Anti-War Walkout at U.C. Berkeley
Students, Faculty, Staff Speak Out Against Bombing in Afghanistan
Monday, October 8th
12pm Walkout and Rally
Sproul Plaza, U.C. Berkeley
For more information, contact the coalition's spokespersons:
Maryam Gharavi 510-334-6757 firstname.lastname@example.org
Robert Chlala 925-381-4730 (cel) email@example.com
Hoang Gia Phan 510-847-2503 (cel) firstname.lastname@example.org
BERKELEY, CA -- Thousands of students, faculty, and staff at the University of California, Berkeley are expected to walk out of their classes and workplaces today in opposition to the bombing that began yesterday in Afghanistan.
The walkout has been called by the Berkeley Stop the War Coalition, the same group that organized a 5,000-person anti-war and anti-racism rally on campus three weeks ago. The coalition's worst fears about the U.S. government's response to the terrorist attacks of September 11th have been realized, said spokesperson Jose Palafox about the reasons for the walkout.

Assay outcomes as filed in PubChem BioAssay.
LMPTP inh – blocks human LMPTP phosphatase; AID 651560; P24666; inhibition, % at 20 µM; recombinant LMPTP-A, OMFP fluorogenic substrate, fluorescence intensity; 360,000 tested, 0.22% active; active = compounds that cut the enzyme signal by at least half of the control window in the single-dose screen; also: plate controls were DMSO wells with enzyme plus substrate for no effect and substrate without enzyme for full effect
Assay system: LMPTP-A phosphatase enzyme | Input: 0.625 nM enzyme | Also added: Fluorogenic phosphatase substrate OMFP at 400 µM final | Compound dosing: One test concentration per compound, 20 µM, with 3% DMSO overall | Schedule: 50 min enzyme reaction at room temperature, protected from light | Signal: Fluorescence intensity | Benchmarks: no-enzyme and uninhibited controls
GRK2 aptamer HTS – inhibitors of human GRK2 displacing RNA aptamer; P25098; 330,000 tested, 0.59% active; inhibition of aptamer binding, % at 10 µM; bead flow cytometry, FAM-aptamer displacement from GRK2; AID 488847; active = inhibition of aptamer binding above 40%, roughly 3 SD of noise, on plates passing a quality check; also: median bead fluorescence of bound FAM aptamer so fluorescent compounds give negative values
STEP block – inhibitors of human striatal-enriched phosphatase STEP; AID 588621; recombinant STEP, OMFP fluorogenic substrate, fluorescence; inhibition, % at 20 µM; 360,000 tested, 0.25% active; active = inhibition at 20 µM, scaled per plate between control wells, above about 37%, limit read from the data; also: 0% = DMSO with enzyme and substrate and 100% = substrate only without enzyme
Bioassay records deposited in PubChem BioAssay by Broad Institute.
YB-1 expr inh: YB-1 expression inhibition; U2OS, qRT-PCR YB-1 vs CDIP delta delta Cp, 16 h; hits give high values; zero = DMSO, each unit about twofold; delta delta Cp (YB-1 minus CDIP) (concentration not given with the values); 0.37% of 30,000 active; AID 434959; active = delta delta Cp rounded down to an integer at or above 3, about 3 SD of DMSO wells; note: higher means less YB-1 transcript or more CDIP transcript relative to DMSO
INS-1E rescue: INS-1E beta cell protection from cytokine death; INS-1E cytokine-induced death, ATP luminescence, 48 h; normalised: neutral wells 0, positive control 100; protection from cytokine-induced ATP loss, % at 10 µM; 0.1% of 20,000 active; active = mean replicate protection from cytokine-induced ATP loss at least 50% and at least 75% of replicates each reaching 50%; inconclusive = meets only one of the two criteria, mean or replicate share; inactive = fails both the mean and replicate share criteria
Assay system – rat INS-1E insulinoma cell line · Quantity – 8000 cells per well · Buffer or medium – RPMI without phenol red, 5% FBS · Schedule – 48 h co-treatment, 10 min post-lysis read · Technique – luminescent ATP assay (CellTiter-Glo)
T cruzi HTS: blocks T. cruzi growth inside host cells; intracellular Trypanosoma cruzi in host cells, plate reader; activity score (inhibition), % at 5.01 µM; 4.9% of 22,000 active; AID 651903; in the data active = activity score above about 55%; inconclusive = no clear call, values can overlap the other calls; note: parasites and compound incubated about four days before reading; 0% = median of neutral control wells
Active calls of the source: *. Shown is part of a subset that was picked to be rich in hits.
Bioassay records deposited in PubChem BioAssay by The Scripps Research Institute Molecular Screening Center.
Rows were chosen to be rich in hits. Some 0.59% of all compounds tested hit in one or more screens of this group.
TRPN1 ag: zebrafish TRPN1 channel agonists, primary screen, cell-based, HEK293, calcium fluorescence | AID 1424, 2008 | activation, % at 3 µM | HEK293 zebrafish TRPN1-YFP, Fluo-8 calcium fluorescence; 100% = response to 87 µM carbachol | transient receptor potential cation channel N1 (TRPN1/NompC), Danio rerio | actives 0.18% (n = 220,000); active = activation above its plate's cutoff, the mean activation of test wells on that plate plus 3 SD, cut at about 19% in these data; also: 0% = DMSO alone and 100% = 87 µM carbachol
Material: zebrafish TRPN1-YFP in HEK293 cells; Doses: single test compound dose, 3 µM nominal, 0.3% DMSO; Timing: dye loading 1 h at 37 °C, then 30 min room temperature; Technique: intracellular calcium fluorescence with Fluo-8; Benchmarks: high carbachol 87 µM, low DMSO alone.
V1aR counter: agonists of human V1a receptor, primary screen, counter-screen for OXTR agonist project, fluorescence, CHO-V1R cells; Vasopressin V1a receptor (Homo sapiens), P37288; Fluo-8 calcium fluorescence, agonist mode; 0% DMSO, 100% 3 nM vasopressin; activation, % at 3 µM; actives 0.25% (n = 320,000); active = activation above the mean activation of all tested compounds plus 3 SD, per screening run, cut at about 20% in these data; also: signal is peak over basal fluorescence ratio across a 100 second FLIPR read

"The bombings in Kabul and other Afghani cities are not going to make anyone safer. They're certainly not going to protect people from terrorism. Already U.S. senators have been telling us to be ready for more terrorist activity in the United States. What then is the point of these attacks against Afghanistan?" explained Palafox.
Members of the Berkeley Stop the War Coalition also spoke out against the bombings because of their likely consequences in Afghanistan.
"Who knows how many thousands of innocent people in Afghanistan are going to pay the price for the actions of a few. Do they really deserve to die because of decisions by a government over which they have no control? Because they happen to be in the same country as Osama bin Laden?" asked Viviane Scott, another coalition spokesperson.
The coalition says that in a worst-case scenario which looks
closer and closer to becoming reality, the bombings will inflame anti-U.S.
sentiments in Afghanistan and in other countries sympathetic to the plight
of the Afghanis. "This sort of response is
completely wrong-headed if the U.S. government wants to reduce support for Osama bin Laden. More likely, these actions will just reproduce a devastating cycle of violence," said organizer Ruth Jennison.